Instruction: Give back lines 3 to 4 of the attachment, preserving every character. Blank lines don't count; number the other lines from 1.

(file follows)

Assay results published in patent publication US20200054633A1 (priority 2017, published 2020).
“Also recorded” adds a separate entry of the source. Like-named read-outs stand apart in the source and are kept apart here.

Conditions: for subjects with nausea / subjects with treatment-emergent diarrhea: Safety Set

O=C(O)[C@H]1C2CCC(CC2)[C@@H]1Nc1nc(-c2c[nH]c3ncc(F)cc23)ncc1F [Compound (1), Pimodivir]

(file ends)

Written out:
Conditions: for subjects with nausea / subjects with treatment-emergent diarrhea: Safety Set

O=C(O)[C@H]1C2CCC(CC2)[C@@H]1Nc1nc(-c2c[nH]c3ncc(F)cc23)ncc1F [Compound (1), Pimodivir]